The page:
In his excellent book Truth and Transformation, Vishal Mangalwadi talks about visiting a dairy in the Netherlands. When he walked into the dairy to buy a glass of milk, he found no attendants—there was only a cashbox in which to leave his money and make change if necessary. He observed that this is the most cost-efficient way for the dairy to sell its milk, but once enough people took their milk without paying (or even stole the money from the cashbox), the dairy would be forced to hire an attendant. This means money out of the dairy owner’s pocket, which means higher cost of production, which means higher prices for the costumers, and on and on it goes.

Vishal Mangalwadi

Vishal Mangalwadi

Mangalwadi also describes an experience he had while traveling through eastern Europe by train. He couldn’t figure out the automated ticket dispenser, so he asked a couple of young ladies how it worked. “We don’t know,” they told him. “But don’t worry about it. Just hop over the turnstiles. We’ve been travelling like this for weeks and no one has checked our tickets.”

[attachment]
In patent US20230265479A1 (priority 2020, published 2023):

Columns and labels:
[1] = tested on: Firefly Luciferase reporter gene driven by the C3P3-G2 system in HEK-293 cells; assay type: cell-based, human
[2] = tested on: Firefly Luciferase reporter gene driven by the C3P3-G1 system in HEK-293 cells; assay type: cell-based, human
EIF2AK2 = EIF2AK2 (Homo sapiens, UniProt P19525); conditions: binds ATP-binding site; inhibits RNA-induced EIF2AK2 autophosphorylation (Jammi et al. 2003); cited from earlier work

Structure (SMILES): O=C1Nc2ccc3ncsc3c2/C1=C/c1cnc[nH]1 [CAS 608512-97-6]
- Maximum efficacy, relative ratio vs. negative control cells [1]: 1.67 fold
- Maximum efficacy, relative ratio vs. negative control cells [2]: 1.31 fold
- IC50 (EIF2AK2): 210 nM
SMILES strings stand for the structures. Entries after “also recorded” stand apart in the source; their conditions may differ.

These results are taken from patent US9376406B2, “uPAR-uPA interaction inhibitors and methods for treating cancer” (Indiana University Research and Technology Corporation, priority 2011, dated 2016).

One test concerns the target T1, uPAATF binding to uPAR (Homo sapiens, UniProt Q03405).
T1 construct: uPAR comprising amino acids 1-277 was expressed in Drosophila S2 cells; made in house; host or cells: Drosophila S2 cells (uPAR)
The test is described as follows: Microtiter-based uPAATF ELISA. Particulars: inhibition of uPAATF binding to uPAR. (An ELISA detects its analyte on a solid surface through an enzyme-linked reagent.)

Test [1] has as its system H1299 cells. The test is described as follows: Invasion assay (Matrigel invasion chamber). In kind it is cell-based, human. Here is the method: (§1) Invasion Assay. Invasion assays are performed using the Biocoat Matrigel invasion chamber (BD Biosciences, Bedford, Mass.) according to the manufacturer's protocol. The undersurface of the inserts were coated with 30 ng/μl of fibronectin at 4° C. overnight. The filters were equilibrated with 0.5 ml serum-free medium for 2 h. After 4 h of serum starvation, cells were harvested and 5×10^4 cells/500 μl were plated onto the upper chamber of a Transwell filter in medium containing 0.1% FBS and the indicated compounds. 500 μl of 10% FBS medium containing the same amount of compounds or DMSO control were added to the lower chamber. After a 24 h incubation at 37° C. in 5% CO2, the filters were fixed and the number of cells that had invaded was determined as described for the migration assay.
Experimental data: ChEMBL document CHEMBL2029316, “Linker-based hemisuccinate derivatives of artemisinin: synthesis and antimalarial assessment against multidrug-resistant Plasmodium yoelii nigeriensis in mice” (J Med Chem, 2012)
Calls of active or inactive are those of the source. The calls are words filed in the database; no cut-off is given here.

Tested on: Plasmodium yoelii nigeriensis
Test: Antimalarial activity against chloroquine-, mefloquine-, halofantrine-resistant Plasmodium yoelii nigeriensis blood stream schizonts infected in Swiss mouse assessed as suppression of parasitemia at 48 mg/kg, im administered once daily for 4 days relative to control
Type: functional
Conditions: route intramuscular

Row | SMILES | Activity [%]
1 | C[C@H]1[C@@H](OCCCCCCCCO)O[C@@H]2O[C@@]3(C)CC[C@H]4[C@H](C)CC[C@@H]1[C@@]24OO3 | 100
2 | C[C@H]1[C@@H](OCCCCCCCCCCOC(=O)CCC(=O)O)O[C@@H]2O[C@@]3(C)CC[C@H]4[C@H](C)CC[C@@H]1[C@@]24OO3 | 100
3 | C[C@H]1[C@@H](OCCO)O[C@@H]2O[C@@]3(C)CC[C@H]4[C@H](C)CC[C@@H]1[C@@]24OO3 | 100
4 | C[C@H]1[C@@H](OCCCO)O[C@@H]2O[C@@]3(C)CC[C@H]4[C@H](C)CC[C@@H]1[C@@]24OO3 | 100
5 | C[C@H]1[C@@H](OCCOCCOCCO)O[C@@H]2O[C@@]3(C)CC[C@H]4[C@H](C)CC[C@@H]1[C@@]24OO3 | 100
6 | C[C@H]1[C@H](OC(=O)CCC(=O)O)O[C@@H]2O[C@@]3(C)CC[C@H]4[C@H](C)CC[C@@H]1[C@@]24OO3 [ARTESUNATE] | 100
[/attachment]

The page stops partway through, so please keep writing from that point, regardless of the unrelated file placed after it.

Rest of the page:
Do you see where this is going? Once enough people hop the turnstiles and begin travelling for free, the railroads will be forced to hire clerks to check tickets on the trains, which increases their expenses, which in turn ups the price of a train ticket.

Sin is expensive.

The point is, not only was Craigslist built on the faulty premise that people are basically good, but the reality that people have a propensity toward sin is costly in every way. Think of how much money companies would save if they didn’t have to hire security guards. Or how much cheaper our goods would be if stores didn’t have to build compensation for a predicted amount of theft into their prices.

Sin is bad, and we all end up paying for it.